I conveniently left out the scientific method, of course. But then, how could I have found out that running with a daisy wind decoration wouldn’t let me fly like a plane, or that magnetism couldn’t be destroyed by applying a mixture made up of all the liquids I could find in the bathroom? Or how much trouble I’d get into when I secretly put the mixture back into the shampoo bottle?
Maybe I should have used a chair from the kitchen.
I did learn some interesting things, even if I didn’t really know what they were until later, like when I covered a record with baby powder and then watched fascinated by the way water drops acted when put on top. Or when I learned that dry baking soda doesn’t make a good shampoo. Or that grapefruit omelets are terrible.
(I never said I learned smart things, just interesting things.)
I even went so far as to draw a picture of myself as a scientist when the class was asked to draw pictures of what we wanted to be when we grew up. I even helpfully labelled mine as ‘scientist’ for whatever foolhardy and unknowledgable classmates I might have at the time in the third grade, especially the ones who did not realize that ‘atmosphere’ was obviously pronounced ‘a-possed-teh-meer”.
Even so, I did learn some valuable things along the way, even if it did take awhile. Things like the importance of listening instead of talking, and of only talking when I am absolutely positively sure I am right. And of making sure before hand. And that observation and carefully reproduced results is more educational than slapping together whatever is at hand (like all the chemicals in my chemistry set) just to see what would happen (especially if I added spray deodorant.)
(Answer: a mess.)
And that telling my sixth-grade science teacher that I already knew everything that was in the book was a bad way to start the new year. (I only knew most of what was in the book, it turned out. Or at least thought I did.)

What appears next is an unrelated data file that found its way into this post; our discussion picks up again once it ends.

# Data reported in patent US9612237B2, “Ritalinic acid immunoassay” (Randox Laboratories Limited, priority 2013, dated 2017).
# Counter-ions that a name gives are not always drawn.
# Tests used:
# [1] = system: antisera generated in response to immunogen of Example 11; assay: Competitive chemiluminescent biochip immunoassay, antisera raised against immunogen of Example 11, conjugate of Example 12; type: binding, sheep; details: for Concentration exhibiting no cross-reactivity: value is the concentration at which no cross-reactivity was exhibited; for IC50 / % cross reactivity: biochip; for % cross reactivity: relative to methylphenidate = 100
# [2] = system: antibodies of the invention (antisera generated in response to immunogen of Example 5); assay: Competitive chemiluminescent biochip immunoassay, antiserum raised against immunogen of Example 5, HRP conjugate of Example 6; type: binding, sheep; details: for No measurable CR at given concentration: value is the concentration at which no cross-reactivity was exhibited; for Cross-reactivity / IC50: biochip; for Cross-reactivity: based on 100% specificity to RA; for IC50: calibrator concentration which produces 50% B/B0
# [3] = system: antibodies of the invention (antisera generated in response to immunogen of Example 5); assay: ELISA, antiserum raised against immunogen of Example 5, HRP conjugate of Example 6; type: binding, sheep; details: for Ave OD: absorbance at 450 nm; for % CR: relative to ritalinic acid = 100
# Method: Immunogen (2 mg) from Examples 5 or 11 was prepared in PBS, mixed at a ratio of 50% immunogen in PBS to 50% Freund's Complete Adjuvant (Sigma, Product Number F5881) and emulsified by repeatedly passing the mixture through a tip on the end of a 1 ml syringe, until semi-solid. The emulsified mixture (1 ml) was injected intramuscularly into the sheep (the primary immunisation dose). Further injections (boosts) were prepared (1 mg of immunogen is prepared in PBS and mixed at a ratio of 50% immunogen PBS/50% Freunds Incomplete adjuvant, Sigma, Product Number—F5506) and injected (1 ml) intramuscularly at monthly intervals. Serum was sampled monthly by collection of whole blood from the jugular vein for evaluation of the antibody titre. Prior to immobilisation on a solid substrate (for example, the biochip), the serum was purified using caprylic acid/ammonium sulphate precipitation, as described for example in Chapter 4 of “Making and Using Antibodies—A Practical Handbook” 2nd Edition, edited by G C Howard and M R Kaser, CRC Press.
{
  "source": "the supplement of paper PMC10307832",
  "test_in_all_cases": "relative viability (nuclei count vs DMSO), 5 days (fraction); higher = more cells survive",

I wonder about the current new generation, and how having instant answers available online will affect them. Maybe they’ll just find new questions to answer. I’m sure they’ll still find a way to aggravate their parents. Who knows what they’ll grow up to be; it’s impossible to predict.
I didn’t grow up to be a scientist, although I still love science and I can take apart and put together a computer with my eyes closed (maybe even a thermostat, but it’s been years since I touched one of those.) I’m not entirely sure what I grew up to be, or even sure at times that I have grown up. But I’m now more likely to use a kitchen chair to sit and listen than I am to get myself in trouble (Unless I serve raisin bran pancakes or grapefruit omelets.)
But my questions remain. And if it wasn’t for my inquisitive nature, I wouldn’t be who I am and who I continue to be. Because two of the most powerful questions that can be asked are “Why?” and “What if?”. I’ve learned a lot with those two questions I never stop asking.
Because the one question I hope to never ask is, “Suppose I stopped searching for answers?”
Not all answers can be found online, you know.